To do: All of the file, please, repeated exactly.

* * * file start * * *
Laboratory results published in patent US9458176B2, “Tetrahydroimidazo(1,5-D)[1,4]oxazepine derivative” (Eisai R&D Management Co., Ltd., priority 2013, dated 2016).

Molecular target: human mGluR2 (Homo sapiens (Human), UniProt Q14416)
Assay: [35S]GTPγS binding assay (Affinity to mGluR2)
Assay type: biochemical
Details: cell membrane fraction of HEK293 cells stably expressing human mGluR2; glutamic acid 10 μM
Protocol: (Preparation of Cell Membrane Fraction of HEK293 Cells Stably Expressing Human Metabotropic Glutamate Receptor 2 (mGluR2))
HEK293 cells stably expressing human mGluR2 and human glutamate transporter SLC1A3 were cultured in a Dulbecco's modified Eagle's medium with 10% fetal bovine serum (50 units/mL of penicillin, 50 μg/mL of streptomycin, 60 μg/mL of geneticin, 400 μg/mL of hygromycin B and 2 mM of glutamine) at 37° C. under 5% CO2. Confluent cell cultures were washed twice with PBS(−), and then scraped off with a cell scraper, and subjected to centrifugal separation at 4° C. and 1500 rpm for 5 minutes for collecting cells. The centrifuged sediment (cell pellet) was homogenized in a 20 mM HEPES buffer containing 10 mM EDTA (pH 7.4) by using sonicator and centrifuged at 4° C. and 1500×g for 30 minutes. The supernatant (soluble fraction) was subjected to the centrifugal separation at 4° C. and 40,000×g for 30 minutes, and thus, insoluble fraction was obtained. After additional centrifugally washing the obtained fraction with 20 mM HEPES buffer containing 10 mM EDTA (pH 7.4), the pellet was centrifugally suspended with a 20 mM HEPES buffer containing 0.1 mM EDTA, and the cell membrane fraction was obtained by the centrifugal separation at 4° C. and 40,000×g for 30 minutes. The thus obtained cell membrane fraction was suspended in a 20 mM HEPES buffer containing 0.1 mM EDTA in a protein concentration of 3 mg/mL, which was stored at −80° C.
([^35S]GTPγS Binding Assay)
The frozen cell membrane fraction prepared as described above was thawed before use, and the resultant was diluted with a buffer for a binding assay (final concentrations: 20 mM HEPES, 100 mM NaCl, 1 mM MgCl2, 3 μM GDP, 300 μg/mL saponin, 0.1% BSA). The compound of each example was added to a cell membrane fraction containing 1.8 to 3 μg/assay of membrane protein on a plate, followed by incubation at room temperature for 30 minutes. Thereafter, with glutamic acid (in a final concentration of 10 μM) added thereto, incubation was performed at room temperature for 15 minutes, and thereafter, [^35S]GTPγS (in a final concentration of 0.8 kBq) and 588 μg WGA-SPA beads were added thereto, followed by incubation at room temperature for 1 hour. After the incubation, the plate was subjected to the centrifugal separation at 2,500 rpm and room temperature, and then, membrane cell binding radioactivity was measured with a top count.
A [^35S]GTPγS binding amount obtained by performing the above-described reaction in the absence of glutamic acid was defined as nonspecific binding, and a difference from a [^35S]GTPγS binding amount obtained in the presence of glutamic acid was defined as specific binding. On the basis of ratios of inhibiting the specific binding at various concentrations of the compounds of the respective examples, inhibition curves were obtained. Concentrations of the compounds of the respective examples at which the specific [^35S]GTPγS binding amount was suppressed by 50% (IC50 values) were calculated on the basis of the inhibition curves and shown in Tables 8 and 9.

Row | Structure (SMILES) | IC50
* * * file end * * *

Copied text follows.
Laboratory results published in patent US9458176B2, “Tetrahydroimidazo(1,5-D)[1,4]oxazepine derivative” (Eisai R&D Management Co., Ltd., priority 2013, dated 2016).

Molecular target: human mGluR2 (Homo sapiens (Human), UniProt Q14416)
Assay: [35S]GTPγS binding assay (Affinity to mGluR2)
Assay type: biochemical
Details: cell membrane fraction of HEK293 cells stably expressing human mGluR2; glutamic acid 10 μM
Protocol: (Preparation of Cell Membrane Fraction of HEK293 Cells Stably Expressing Human Metabotropic Glutamate Receptor 2 (mGluR2))
HEK293 cells stably expressing human mGluR2 and human glutamate transporter SLC1A3 were cultured in a Dulbecco's modified Eagle's medium with 10% fetal bovine serum (50 units/mL of penicillin, 50 μg/mL of streptomycin, 60 μg/mL of geneticin, 400 μg/mL of hygromycin B and 2 mM of glutamine) at 37° C. under 5% CO2. Confluent cell cultures were washed twice with PBS(−), and then scraped off with a cell scraper, and subjected to centrifugal separation at 4° C. and 1500 rpm for 5 minutes for collecting cells. The centrifuged sediment (cell pellet) was homogenized in a 20 mM HEPES buffer containing 10 mM EDTA (pH 7.4) by using sonicator and centrifuged at 4° C. and 1500×g for 30 minutes. The supernatant (soluble fraction) was subjected to the centrifugal separation at 4° C. and 40,000×g for 30 minutes, and thus, insoluble fraction was obtained. After additional centrifugally washing the obtained fraction with 20 mM HEPES buffer containing 10 mM EDTA (pH 7.4), the pellet was centrifugally suspended with a 20 mM HEPES buffer containing 0.1 mM EDTA, and the cell membrane fraction was obtained by the centrifugal separation at 4° C. and 40,000×g for 30 minutes. The thus obtained cell membrane fraction was suspended in a 20 mM HEPES buffer containing 0.1 mM EDTA in a protein concentration of 3 mg/mL, which was stored at −80° C.
([^35S]GTPγS Binding Assay)
The frozen cell membrane fraction prepared as described above was thawed before use, and the resultant was diluted with a buffer for a binding assay (final concentrations: 20 mM HEPES, 100 mM NaCl, 1 mM MgCl2, 3 μM GDP, 300 μg/mL saponin, 0.1% BSA). The compound of each example was added to a cell membrane fraction containing 1.8 to 3 μg/assay of membrane protein on a plate, followed by incubation at room temperature for 30 minutes. Thereafter, with glutamic acid (in a final concentration of 10 μM) added thereto, incubation was performed at room temperature for 15 minutes, and thereafter, [^35S]GTPγS (in a final concentration of 0.8 kBq) and 588 μg WGA-SPA beads were added thereto, followed by incubation at room temperature for 1 hour. After the incubation, the plate was subjected to the centrifugal separation at 2,500 rpm and room temperature, and then, membrane cell binding radioactivity was measured with a top count.
A [^35S]GTPγS binding amount obtained by performing the above-described reaction in the absence of glutamic acid was defined as nonspecific binding, and a difference from a [^35S]GTPγS binding amount obtained in the presence of glutamic acid was defined as specific binding. On the basis of ratios of inhibiting the specific binding at various concentrations of the compounds of the respective examples, inhibition curves were obtained. Concentrations of the compounds of the respective examples at which the specific [^35S]GTPγS binding amount was suppressed by 50% (IC50 values) were calculated on the basis of the inhibition curves and shown in Tables 8 and 9.

Row | Structure (SMILES) | IC50